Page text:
Vietnamese dong caught between rising dollar, falling yuan

By Dang Khoa   July 16, 2018 | 11:38 pm PT
Vietnamese dong caught between rising dollar, falling yuan
Containers are seen at the Yangshan Deep Water Port in Shanghai, China April 24, 2018. Photo by Reuters/Aly Song
Vietnam’s central bank has to engage in a delicate balancing act as the U.S.-China trade war exerts inflationary pressures on the dong.

As the trade war of duties and counter duties escalates, China has weakened its currency to boost exports making its goods even cheaper in Vietnam.

Local economists have noted that while the yuan has lost 4.18 percent against the U.S. dollar over the last two weeks, the Vietnamese dong has only lost a little above one percent, making Chinese imports much cheaper.

Vietnam has to balance between keeping the trade deficit control and being able to compete with cheaper Chinese goods in the market.

In the past three months, the yuan has fallen 3 percent against the dollar while Vietnam only devalued dong around 1.1 percent.

And Vietnam should take precautions because the yuan could fall even further, financial expert Nguyen Tri Hieu said.

“China has set the yuan’s foreign exchange rate at 6.95 per dollar,” he said. “But around two years ago, that number was even lower at 6.69 per dollar. So there is a potential for the yuan to slip further.”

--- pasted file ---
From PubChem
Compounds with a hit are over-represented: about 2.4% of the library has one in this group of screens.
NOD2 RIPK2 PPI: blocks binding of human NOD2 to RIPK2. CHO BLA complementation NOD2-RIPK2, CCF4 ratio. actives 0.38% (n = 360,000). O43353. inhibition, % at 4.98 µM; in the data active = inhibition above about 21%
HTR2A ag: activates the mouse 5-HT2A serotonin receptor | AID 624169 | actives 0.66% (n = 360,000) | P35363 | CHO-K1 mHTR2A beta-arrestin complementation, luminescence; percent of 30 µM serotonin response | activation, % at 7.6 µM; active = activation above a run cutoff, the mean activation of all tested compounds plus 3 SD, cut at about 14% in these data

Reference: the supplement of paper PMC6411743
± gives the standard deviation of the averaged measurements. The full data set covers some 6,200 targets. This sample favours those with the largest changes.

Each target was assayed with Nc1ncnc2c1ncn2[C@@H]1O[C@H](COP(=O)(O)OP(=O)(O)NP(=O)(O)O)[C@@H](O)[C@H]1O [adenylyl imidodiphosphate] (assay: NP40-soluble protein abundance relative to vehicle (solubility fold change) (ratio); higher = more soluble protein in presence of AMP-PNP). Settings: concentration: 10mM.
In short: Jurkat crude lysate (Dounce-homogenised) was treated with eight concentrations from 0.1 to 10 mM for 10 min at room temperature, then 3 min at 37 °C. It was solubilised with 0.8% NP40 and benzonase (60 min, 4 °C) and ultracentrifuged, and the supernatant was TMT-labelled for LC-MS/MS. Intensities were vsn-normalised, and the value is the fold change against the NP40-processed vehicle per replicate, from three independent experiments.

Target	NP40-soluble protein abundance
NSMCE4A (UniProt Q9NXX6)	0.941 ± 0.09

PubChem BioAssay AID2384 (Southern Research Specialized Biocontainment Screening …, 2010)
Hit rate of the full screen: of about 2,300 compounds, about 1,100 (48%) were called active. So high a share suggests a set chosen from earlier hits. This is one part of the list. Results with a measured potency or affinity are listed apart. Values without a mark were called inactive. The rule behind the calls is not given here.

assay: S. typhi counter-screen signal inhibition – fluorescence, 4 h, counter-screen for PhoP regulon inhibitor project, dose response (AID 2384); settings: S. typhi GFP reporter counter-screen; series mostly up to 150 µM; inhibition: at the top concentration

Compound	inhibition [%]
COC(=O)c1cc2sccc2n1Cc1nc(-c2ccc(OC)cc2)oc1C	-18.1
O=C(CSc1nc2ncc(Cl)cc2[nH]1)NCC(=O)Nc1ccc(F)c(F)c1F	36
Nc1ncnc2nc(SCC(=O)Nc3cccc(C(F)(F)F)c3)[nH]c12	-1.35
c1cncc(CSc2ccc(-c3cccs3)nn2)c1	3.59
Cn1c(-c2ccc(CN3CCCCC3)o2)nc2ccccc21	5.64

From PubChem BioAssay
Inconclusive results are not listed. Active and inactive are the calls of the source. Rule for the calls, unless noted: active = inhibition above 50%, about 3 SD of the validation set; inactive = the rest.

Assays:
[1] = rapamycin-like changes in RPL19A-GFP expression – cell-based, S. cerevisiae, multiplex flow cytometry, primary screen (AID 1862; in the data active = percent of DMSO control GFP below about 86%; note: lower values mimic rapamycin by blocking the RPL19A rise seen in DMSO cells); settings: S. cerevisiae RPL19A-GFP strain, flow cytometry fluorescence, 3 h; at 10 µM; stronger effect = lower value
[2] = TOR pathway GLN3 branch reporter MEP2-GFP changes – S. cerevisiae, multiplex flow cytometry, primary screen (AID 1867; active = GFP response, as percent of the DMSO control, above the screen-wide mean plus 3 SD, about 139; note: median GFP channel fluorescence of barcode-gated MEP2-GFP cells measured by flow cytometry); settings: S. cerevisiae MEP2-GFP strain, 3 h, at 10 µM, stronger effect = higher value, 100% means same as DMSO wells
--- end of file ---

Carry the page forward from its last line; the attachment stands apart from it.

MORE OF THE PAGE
Hieu said he believes that if the government decides to devalue the dollar, a three percent drop by the end of this year is reasonable.

Economist Ngo Tri Long, former director of the Market Price Research Institute under the Ministry of Finance, cautioned that that the central bank should adjust the dong’s exchange rate based on the market and not the yuan.

“In my opinion, adjusting the dong’s value at the moment is a risky move, especially, with a three percent drop.

“It is going to be hard to achieve the nation’s target of keeping inflation below four percent by the end of this year. Not to mention other future-factors we should take into consideration other factors like higher oil prices and damage caused by natural disasters.”

But if Vietnam decides to move forward with devaluing the dong decision, the adjustments should be based on market demand and not on the yuan’s value. Long felt that a two percent drop would better match current market.

On the other hand, president of Vietnam Institute for Economic and Policy Research Nguyen Duc Thanh stated that Vietnam should reduce dong’s currency exchange rate against the dollar and the yuan.

However, such a move it would greatly affect many businesses, Thanh said.

“This is a risky step since it will have ripple effects on many sectors like stocks and real-estate.”

Asked how businesses can protect themselves from future foreign exchange fluctuations, Hieu recommended that businesses follow set contracts with fixed exchange rate.

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